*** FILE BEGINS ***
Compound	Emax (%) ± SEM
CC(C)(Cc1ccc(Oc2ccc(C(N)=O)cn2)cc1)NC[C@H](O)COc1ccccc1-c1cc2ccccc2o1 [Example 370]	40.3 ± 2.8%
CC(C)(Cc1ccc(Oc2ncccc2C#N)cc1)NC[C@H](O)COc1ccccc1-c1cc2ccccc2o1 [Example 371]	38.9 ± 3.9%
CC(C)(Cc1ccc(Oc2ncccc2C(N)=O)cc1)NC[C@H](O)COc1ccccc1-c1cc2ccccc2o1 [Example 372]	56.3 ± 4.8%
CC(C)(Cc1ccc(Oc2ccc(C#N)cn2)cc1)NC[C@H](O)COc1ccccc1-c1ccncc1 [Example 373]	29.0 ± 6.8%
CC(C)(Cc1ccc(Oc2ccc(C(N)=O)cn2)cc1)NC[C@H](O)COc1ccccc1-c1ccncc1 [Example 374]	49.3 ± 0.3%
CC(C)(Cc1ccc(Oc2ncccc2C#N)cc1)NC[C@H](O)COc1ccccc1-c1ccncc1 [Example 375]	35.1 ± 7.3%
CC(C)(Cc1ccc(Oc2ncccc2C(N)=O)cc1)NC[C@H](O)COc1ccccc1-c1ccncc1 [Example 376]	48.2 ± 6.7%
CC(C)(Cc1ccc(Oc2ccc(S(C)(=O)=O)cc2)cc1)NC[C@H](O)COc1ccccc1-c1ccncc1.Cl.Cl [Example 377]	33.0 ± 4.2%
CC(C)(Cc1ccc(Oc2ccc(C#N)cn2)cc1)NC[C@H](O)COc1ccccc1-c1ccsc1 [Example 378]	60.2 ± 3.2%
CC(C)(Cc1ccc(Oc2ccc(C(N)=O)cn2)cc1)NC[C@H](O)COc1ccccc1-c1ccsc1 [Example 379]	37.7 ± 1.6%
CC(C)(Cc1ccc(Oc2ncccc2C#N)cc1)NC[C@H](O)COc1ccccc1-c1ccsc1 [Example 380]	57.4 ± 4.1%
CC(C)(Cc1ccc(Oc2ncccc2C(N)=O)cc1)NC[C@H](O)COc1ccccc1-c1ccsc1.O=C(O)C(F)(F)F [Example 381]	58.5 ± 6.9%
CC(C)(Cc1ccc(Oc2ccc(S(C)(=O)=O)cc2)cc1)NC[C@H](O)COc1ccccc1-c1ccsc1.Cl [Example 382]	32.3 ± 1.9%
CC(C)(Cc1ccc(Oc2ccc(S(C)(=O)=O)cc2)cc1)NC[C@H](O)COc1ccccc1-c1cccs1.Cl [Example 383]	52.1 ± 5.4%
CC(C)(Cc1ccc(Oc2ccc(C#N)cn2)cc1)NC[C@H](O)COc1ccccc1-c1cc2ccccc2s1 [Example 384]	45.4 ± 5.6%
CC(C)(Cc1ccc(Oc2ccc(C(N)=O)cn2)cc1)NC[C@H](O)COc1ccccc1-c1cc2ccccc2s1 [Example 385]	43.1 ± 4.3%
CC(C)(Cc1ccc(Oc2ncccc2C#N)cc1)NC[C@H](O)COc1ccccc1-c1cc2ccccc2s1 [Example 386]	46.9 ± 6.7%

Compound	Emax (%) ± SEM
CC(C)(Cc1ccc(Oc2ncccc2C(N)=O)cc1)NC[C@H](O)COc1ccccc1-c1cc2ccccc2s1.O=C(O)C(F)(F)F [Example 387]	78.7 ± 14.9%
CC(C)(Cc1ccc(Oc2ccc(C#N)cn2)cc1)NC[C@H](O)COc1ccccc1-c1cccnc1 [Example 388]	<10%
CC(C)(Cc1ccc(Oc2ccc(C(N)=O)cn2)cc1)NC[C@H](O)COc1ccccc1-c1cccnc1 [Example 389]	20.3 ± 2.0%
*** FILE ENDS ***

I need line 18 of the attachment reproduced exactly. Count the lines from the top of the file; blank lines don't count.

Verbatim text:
CC(C)(Cc1ccc(Oc2ncccc2C#N)cc1)NC[C@H](O)COc1ccccc1-c1cc2ccccc2s1 [Example 386]	46.9 ± 6.7%